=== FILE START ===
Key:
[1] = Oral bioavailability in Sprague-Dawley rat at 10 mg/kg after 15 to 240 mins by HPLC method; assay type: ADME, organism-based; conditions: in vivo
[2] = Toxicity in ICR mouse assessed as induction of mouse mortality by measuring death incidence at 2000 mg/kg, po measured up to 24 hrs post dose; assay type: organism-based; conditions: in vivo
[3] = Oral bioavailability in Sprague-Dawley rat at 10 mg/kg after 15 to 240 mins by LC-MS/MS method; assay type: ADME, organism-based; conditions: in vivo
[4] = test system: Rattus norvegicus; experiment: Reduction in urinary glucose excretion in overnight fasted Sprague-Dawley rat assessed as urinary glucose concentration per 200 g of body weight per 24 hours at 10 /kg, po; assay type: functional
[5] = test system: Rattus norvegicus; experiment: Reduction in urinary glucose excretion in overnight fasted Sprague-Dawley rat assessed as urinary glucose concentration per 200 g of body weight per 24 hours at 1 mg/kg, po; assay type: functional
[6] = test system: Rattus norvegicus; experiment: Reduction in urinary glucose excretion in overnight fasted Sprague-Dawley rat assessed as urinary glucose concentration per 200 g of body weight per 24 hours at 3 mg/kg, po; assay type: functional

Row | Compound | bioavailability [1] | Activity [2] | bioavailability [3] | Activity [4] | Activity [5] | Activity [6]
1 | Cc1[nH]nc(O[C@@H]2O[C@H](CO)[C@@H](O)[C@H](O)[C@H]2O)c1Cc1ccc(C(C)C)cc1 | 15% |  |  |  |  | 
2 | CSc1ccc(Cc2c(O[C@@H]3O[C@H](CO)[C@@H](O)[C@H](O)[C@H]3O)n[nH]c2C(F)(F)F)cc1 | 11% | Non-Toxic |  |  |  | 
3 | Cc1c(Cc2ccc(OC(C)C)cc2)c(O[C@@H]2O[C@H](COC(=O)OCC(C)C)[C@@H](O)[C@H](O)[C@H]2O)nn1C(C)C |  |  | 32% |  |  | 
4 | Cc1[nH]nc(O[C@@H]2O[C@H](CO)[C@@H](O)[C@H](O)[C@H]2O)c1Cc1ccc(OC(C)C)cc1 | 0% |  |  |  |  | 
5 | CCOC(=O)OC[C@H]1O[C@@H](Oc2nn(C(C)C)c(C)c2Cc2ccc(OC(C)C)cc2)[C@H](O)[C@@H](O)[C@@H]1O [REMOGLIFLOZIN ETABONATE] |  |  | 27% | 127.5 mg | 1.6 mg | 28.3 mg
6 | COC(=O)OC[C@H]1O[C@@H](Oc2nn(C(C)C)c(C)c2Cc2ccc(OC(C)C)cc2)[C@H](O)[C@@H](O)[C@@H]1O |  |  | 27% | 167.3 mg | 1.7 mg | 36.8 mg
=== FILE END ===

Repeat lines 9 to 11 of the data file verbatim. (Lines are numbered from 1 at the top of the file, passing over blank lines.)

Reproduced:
1 | Cc1[nH]nc(O[C@@H]2O[C@H](CO)[C@@H](O)[C@H](O)[C@H]2O)c1Cc1ccc(C(C)C)cc1 | 15% |  |  |  |  | 
2 | CSc1ccc(Cc2c(O[C@@H]3O[C@H](CO)[C@@H](O)[C@H](O)[C@H]3O)n[nH]c2C(F)(F)F)cc1 | 11% | Non-Toxic |  |  |  | 
3 | Cc1c(Cc2ccc(OC(C)C)cc2)c(O[C@@H]2O[C@H](COC(=O)OCC(C)C)[C@@H](O)[C@H](O)[C@H]2O)nn1C(C)C |  |  | 32% |  |  | 